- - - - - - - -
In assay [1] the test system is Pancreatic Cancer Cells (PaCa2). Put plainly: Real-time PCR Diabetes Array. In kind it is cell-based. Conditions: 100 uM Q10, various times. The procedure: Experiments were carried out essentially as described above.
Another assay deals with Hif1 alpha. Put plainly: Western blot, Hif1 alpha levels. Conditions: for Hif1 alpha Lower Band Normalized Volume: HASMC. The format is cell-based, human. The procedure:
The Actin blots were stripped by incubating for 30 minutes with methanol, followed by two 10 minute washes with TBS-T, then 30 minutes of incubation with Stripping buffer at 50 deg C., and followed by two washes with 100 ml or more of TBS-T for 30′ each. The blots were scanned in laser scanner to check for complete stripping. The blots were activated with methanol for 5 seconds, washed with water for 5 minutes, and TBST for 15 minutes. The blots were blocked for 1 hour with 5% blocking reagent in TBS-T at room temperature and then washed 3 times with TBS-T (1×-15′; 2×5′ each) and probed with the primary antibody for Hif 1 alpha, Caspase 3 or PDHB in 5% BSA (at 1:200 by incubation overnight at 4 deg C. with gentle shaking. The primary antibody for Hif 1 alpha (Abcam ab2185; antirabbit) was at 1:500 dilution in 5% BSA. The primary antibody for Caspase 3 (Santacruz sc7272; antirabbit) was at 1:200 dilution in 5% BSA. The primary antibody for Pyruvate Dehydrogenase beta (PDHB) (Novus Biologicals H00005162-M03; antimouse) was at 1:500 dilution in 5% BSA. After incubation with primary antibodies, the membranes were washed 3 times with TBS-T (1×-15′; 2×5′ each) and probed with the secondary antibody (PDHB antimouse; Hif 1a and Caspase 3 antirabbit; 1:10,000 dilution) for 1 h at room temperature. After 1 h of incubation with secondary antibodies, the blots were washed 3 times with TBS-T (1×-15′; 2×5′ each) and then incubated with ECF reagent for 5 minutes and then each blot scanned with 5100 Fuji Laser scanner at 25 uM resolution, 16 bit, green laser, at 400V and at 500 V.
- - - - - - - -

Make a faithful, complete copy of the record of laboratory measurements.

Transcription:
In assay [1] the test system is Pancreatic Cancer Cells (PaCa2). Put plainly: Real-time PCR Diabetes Array. In kind it is cell-based. Conditions: 100 uM Q10, various times. The procedure: Experiments were carried out essentially as described above.
Another assay deals with Hif1 alpha. Put plainly: Western blot, Hif1 alpha levels. Conditions: for Hif1 alpha Lower Band Normalized Volume: HASMC. The format is cell-based, human. The procedure:
The Actin blots were stripped by incubating for 30 minutes with methanol, followed by two 10 minute washes with TBS-T, then 30 minutes of incubation with Stripping buffer at 50 deg C., and followed by two washes with 100 ml or more of TBS-T for 30′ each. The blots were scanned in laser scanner to check for complete stripping. The blots were activated with methanol for 5 seconds, washed with water for 5 minutes, and TBST for 15 minutes. The blots were blocked for 1 hour with 5% blocking reagent in TBS-T at room temperature and then washed 3 times with TBS-T (1×-15′; 2×5′ each) and probed with the primary antibody for Hif 1 alpha, Caspase 3 or PDHB in 5% BSA (at 1:200 by incubation overnight at 4 deg C. with gentle shaking. The primary antibody for Hif 1 alpha (Abcam ab2185; antirabbit) was at 1:500 dilution in 5% BSA. The primary antibody for Caspase 3 (Santacruz sc7272; antirabbit) was at 1:200 dilution in 5% BSA. The primary antibody for Pyruvate Dehydrogenase beta (PDHB) (Novus Biologicals H00005162-M03; antimouse) was at 1:500 dilution in 5% BSA. After incubation with primary antibodies, the membranes were washed 3 times with TBS-T (1×-15′; 2×5′ each) and probed with the secondary antibody (PDHB antimouse; Hif 1a and Caspase 3 antirabbit; 1:10,000 dilution) for 1 h at room temperature. After 1 h of incubation with secondary antibodies, the blots were washed 3 times with TBS-T (1×-15′; 2×5′ each) and then incubated with ECF reagent for 5 minutes and then each blot scanned with 5100 Fuji Laser scanner at 25 uM resolution, 16 bit, green laser, at 400V and at 500 V.